During a recent coaching call we were exploring the ways I could restart some habits. It was suggested that the use of ritual might help. The conversation took some interesting twists and turns, and I got intrigued with this concept of ritual helping make and break habits. It would be useful for me if I could figure out how to make it work.

Personally, I think rituals are fun. Energizing, even! They add depth and breadth to any number of activities, from trivial to important. For example, Wayne Dyer had a ritual of giving thanks three times as he arose each morning. Boulder, Colorado, used to have a ritual of the world's shortest St. Patrick's Day parade in front of the only Irish bar in town at the time; the green semi-truck that was part of the parade was longer than the parade route.

You may participate in some rituals yourself, like tailgate parties before (during and after too?) football games, class reunions, Mardi Gras, the Tooth Fairy, brushing your teeth before bed, Cinco de Mayo, the girls' or boys' night out, and reading or saying prayers before bed - you get the idea, and can most likely expand on this list.

You may be wondering about now, how can ritual help with creating or breaking habits? In some ways, a ritual is a habit. From that perspective, it comes about because it has importance to you.

To start with, let me point out my client was de-energized by some of the missing habits that formerly were enjoyed. And disgusted by habits that had snuck in.

When I used to wear contacts my morning ritual was to get dressed, comb my hair, put my contacts in, and brush my teeth. When I quit wearing contacts my toothbrushing habit suffered. The ritual was broken, and days of fuzzy teeth ensued. Ick! It became vital to me to find a way to get that done so I could stand being with myself. Leaving the toothbrush and tooth powder out at night triggered me to use them in the morning. Ta da! Then, when I wanted to start stretching every morning, I chained that desired new habit to the trigger of brushing my teeth. My morning ritual is entrenched now, and I love it!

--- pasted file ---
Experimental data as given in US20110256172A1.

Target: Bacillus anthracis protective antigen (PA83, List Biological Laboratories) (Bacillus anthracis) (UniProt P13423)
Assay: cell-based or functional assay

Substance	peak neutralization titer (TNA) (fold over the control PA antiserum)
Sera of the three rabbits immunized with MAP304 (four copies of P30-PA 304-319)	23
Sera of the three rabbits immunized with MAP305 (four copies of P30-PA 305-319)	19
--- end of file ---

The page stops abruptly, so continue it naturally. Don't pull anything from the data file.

Adopt a similar thought pattern to start the new habits: start with a ritual that was already in place - going to morning prayer. That would be the trigger for a new habit - walking for thirty minutes afterward. Chaining to that triggered-event was the habit of going to the organic green grocer on the way home to buy fresh produce for lunch and/or dinner. After those three activities were finished, going to the office to tackle the first task of the day, the one that took the most concentration, focus, and fresh brain was next. Hence, a new ritual was born - comprised of four activities.